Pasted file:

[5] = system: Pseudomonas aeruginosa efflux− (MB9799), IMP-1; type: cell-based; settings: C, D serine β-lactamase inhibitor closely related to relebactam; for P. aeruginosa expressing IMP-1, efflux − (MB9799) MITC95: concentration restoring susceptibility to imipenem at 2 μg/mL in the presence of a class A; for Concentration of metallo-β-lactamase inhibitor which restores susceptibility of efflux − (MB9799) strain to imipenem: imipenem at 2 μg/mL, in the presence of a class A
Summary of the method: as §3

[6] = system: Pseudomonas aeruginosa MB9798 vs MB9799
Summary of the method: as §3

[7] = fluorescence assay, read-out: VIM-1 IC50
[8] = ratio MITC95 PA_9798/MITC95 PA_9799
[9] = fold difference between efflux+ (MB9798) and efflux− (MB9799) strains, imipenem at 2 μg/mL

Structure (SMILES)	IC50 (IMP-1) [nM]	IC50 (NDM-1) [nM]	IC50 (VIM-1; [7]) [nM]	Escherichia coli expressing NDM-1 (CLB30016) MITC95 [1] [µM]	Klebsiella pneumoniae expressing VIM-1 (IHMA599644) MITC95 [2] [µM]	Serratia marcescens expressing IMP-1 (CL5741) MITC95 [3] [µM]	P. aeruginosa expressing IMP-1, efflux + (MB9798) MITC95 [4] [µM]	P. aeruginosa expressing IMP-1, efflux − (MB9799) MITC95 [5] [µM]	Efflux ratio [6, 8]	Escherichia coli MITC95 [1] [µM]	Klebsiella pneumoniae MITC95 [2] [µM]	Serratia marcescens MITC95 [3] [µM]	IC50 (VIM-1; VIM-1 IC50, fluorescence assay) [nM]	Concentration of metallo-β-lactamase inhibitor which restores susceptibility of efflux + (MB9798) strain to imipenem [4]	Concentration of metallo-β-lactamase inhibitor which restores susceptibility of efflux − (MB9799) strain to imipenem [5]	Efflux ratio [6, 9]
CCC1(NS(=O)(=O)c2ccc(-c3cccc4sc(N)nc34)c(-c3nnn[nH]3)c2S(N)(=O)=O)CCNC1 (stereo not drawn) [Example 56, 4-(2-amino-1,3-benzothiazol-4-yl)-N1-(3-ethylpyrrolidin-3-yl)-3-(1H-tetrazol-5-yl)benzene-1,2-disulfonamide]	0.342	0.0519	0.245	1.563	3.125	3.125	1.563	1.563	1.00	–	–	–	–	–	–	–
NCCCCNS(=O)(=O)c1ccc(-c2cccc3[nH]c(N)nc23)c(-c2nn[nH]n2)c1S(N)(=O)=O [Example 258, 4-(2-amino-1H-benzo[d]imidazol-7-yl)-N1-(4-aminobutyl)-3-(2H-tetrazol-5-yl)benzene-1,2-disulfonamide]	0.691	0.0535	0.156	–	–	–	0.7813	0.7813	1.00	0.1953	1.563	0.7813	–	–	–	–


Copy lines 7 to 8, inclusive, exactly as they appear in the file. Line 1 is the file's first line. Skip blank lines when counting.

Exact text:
[9] = fold difference between efflux+ (MB9798) and efflux− (MB9799) strains, imipenem at 2 μg/mL

Structure (SMILES)	IC50 (IMP-1) [nM]	IC50 (NDM-1) [nM]	IC50 (VIM-1; [7]) [nM]	Escherichia coli expressing NDM-1 (CLB30016) MITC95 [1] [µM]	Klebsiella pneumoniae expressing VIM-1 (IHMA599644) MITC95 [2] [µM]	Serratia marcescens expressing IMP-1 (CL5741) MITC95 [3] [µM]	P. aeruginosa expressing IMP-1, efflux + (MB9798) MITC95 [4] [µM]	P. aeruginosa expressing IMP-1, efflux − (MB9799) MITC95 [5] [µM]	Efflux ratio [6, 8]	Escherichia coli MITC95 [1] [µM]	Klebsiella pneumoniae MITC95 [2] [µM]	Serratia marcescens MITC95 [3] [µM]	IC50 (VIM-1; VIM-1 IC50, fluorescence assay) [nM]	Concentration of metallo-β-lactamase inhibitor which restores susceptibility of efflux + (MB9798) strain to imipenem [4]	Concentration of metallo-β-lactamase inhibitor which restores susceptibility of efflux − (MB9799) strain to imipenem [5]	Efflux ratio [6, 9]